|#||Name||Height||Weight (lbs.)||Position||Class||Hometown||Previous Team(s)|
|3||DaJuan Summers||6'8"||236||F||Jr.||Baltimore, MD, U.S.||McDonogh School|
|4||Chris Wright||6'1"||201||G||So.||Bowie, MD, U.S.||St. John's College HS|
|5||Nikita Mescheriakov||6'8"||214||G/F||So.||Minsk, Belarus||St. John's College HS|
|10||Greg Monroe||6'11"||250||C||Fr.||New Orleans, LA, U.S.||Helen Cox HS|
|11||Bryon Jansen||6'6"||211||F||Sr.||Kent, WA, U.S.||Seattle Christian Schools|
|15||Austin Freeman||6'4"||239||G||So.||Mitchellville, MD, U.S.||DeMatha HS|
|20||Jason Clark||6'2"||176||G||Fr.||Arlington, VA, U.S.||Bishop O'Connell HS|
|21||Jessie Sapp||6'3"||212||G||Sr.||New York, NY, U.S.||National Christian Academy (Md.)|
|22||Julian Vaughn||6'9"||246||F||So.||Vienna, VA, U.S.||Oak Hill Academy|
|30||Henry Sims||6'10"||226||C||Fr.||Baltimore, MD, U.S.||Mount St. Joseph HS|
|31||Omar Wattad||6'4"||225||G/F||So.||Johnson City, TN, U.S.||Science Hill HS|
2008–09 Schedule and resultsEdit
- All times are Eastern
|Rank#||Opponent#||Result||Record||Site (attendance) |
|Mon., Nov. 17, 2008*
7:30 p.m., MASN
|No. 22||Jacksonville||W 71-62||1–0
||Verizon Center (10,253)|
|Sat., Nov. 22, 2008*
|No. 22||Drexel||W 81-53||2–0
||Verizon Center (11,434)|
|Thu., Nov. 27, 2008*
|No. 21||vs. Wichita State
Old Spice Classic First Round
||The Milk House (3,357)|
Lake Buena Vista, FL
|Fri., Nov. 28, 2008*
|No. 21||vs. No. 12 Tennessee
Old Spice Classic Semifinal
||The Milk House (3,926)|
Lake Buena Vista, FL
|Sun., Nov. 30, 2008*
|No. 21||vs. Maryland
Old Spice Classic 3rd Place
||The Milk House (3,914)|
Lake Buena Vista, FL
|Sat., Dec. 6, 2008*
|No. 20||American||W 73–49||5–1
||Verizon Center (11,196)|
|Mon., Dec. 8, 2008*
|No. 19||Savannah State||W 100–38||6–1
||Verizon Center (8,013)|
|Sat., Dec. 13, 2008*
|No. 19||No. 17 Memphis||W 79–70 OT||7–1
||Verizon Center (15,238)|
|Sat., Dec. 20, 2008*
|No. 15||Mount St. Mary's||W 69–58||8–1
||Verizon Center (10,364)|
|Tue., Dec. 23, 2008*
|No. 12||Florida International||W 76–38||9–1
||Verizon Center (7,964)|
|Mon., Dec. 29, 2008
|No. 11||at No. 2 Connecticut
|W 74–63||10–1 (1–0)
||XL Center (16,294)|
|Sat., Jan. 3, 2009
12:00 noon, ESPN
|No. 11||No. 3 Pittsburgh||L 54–70||10–2 (1–1)
||Verizon Center (19,397)|
|Mon., Jan. 5, 2009
|No. 9||at No. 13 Notre Dame||L 67–73||10–3 (1–2)
||Edmund P. Joyce Center (11,418)|
Notre Dame, IN
|Sat., Jan. 10, 2009
|No. 9||Providence||W 82–75||11–3 (2–2)
||Verizon Center (12,764)|
|Wed., Jan. 14, 2009
|No. 13||No. 8 Syracuse||W 88–74||12–3 (3–2)
||Verizon Center (19,227)|
|Sat., Jan. 17, 2009*
|No. 13||at No. 2 Duke||L 67–76||12–4
||Cameron Indoor Stadium (9,314)|
|Thu., Jan. 22, 2009
|No. 12||West Virginia||L 58–75||12–5 (3–3)
||Verizon Center (12,875)|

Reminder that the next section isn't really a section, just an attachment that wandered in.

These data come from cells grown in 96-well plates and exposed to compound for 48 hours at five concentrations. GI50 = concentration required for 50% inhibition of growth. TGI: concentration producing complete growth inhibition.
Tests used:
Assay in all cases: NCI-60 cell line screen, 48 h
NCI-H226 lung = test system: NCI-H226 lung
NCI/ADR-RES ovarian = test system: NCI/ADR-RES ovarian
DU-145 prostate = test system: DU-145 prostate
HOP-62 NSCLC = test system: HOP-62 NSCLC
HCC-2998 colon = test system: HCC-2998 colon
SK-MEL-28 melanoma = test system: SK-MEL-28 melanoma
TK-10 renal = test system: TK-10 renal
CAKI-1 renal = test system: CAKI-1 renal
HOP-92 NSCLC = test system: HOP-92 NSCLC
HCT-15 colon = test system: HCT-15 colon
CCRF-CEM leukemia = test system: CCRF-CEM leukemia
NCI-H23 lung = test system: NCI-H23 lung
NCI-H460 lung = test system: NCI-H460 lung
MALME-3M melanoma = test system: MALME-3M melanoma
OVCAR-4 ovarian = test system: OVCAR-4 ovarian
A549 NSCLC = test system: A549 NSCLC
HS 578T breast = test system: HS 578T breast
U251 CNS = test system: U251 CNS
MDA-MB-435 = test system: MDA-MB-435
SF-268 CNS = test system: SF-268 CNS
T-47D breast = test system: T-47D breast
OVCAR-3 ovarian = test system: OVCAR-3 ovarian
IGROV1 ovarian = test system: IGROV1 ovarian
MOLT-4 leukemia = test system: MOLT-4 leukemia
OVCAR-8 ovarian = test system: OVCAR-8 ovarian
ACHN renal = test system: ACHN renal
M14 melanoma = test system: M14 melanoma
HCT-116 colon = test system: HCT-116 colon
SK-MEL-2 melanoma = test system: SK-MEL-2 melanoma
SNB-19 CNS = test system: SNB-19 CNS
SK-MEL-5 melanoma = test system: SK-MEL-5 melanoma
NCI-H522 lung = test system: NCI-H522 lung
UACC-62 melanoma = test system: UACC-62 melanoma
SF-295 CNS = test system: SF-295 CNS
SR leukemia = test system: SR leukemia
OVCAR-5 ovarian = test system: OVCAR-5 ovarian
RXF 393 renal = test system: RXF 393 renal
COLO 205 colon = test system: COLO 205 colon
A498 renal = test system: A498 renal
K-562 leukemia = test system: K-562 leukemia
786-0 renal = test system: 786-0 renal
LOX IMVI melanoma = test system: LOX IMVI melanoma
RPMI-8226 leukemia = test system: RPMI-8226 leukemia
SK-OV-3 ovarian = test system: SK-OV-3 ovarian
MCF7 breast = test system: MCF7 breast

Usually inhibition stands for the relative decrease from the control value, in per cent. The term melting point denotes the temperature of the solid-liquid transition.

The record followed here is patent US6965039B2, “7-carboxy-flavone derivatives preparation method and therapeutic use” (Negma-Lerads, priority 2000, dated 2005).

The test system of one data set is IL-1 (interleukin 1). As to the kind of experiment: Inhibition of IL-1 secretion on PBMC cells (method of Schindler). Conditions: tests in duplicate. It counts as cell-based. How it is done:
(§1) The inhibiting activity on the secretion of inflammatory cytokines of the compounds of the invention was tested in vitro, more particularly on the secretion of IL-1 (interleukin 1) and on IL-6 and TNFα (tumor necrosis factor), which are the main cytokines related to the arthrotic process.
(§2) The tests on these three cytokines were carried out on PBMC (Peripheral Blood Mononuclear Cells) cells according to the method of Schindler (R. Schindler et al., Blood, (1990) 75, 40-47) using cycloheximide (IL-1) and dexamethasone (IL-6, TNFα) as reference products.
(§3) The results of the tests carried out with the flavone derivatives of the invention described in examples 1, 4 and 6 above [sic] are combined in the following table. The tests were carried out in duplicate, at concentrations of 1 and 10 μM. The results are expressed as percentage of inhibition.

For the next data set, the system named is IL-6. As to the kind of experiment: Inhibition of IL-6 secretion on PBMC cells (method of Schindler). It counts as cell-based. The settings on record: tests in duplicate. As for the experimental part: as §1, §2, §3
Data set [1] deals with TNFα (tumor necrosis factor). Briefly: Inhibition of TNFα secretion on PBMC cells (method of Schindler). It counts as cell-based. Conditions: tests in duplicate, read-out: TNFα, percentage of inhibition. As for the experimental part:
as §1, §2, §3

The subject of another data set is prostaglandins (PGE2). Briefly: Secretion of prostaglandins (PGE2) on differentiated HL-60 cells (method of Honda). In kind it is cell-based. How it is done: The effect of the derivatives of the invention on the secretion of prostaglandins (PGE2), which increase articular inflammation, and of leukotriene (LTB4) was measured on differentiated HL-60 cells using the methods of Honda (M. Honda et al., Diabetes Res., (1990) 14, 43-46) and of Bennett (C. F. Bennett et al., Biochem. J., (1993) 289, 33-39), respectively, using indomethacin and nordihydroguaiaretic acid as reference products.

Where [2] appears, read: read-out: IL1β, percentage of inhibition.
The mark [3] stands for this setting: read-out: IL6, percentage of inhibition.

|Sun., Jan. 25, 2009
|No. 12||at Seton Hall||L 60–65||12–6 (3–4)
||Prudential Center (9,800)|
|Wed., Jan. 28, 2009
|No. 25||at Cincinnati||L 57–65||12–7 (3–5)
||Fifth Third Arena (7,265)|
|Sat., Jan. 31, 2009
|No. 25||at No. 8 Marquette||L 82–94||12–8 (3–6)
||Bradley Center (19,041)|
|Tue., Feb. 3, 2009
|Rutgers||W 57–47||13–8 (4–6)
||Verizon Center (8,473)|
|Sat., Feb. 7, 2009
12:00 noon, MASN
|Cincinnati||L 62–64 OT||13–9 (4–7)
||Verizon Center (15,349)|
|Sat., Feb. 14, 2009
12:00 noon, ESPN
|at No. 22 Syracuse||L 94–98 OT||13–10 (4–8)
||Carrier Dome (31,841)|
|Wed., Feb. 18, 2009
|at South Florida||W 65–40||14–10 (5–8)
||USF Sun Dome (7,015)|
|Sat., Feb. 21, 2009
|No. 11 Marquette||L 72–78||14–11 (5–9)
||Verizon Center (17,686)|
|Mon., Feb. 23, 2009
|No. 6 Louisville||L 58–76||14–12 (5–10)
||Verizon Center (12,653)|
|Sat., Feb. 28, 2009
|at No. 12 Villanova||W 56–54||15–12 (6–10)
||Wachovia Center (20,378)|
|Tue, Mar. 3, 2009
|at St. John's||L 56–59 OT||15–13 (6–11)
||Madison Square Garden (9,959)|
New York, NY
|Sat., Mar. 7, 2009
|DePaul||W 48–40||16–13 (7–11)
||Verizon Center (12,338)|
|Big East Tournament|
|Tue., Mar. 10, 2009
|vs. St. John's
||Madison Square Garden (19,375)|
New York, NY
|National Invitation Tournament|
|Wed., Mar. 18, 2009
||Ferrell Center (8,424)|
*Non-conference game. #Rankings from AP Poll. (#) Tournament seedings in parentheses.
- "Big East Conference Standings - 2008-09." ESPN.com. Retrieved 03-23-10.
- Anonymous, "Freshman Monroe scores 14, makes difference on defense against Jacksonville," Associated Press, November 17, 2008.
- Anonymous, "Georgetown gets 20 from freshman Monroe in win over Drexel," Associated Press, November 23, 2008.
- Box Score – Drexel vs. Georgetown – Box Score – November 22, 2008 – ESPN
- Anonymous, "Freeman leads Hoyas to victory, second-round meeting vs. Tennessee," Associated Press, November 27, 2008.
- Anonymous, "Smith scores 21 as No. 12 Tennessee beats Georgetown," Associated Press, November 28, 2008.
- Box Score, Tennessee vs. Georgetown, November 28, 2008.